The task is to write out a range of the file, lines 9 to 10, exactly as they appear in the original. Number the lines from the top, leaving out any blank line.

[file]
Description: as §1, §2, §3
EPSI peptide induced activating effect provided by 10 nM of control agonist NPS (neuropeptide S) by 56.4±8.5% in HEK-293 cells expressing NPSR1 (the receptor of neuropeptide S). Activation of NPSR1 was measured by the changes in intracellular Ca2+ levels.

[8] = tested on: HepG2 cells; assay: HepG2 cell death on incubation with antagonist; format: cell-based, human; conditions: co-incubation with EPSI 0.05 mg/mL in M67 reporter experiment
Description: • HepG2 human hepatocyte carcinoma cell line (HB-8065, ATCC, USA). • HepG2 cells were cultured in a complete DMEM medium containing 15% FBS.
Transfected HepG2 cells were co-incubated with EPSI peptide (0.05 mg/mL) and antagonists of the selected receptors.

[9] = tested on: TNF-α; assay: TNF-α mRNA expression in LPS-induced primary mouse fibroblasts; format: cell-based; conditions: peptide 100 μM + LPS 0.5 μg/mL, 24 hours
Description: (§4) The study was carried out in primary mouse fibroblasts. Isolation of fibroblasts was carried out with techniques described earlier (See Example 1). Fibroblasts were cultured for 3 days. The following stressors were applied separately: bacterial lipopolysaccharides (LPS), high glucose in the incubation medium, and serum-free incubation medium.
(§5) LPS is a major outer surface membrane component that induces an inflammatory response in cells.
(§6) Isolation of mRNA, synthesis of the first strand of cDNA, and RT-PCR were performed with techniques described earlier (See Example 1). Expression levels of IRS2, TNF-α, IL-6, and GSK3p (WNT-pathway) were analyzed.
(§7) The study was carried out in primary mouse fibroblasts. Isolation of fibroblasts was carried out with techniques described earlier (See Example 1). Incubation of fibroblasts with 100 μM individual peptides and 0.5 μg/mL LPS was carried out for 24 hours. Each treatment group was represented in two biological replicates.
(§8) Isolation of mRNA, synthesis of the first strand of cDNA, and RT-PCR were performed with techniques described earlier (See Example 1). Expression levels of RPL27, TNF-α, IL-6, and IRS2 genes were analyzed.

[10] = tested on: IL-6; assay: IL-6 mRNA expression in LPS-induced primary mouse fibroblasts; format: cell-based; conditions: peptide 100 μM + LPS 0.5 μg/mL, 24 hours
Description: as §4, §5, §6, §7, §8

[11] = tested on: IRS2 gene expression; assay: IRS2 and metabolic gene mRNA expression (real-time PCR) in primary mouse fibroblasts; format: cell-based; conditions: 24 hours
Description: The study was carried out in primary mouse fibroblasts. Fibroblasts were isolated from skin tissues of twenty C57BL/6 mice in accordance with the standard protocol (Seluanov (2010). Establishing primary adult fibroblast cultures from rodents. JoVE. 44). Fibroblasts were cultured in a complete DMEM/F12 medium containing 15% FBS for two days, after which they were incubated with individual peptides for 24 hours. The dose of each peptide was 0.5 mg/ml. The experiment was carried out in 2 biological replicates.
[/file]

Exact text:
(§6) Isolation of mRNA, synthesis of the first strand of cDNA, and RT-PCR were performed with techniques described earlier (See Example 1). Expression levels of IRS2, TNF-α, IL-6, and GSK3p (WNT-pathway) were analyzed.
(§7) The study was carried out in primary mouse fibroblasts. Isolation of fibroblasts was carried out with techniques described earlier (See Example 1). Incubation of fibroblasts with 100 μM individual peptides and 0.5 μg/mL LPS was carried out for 24 hours. Each treatment group was represented in two biological replicates.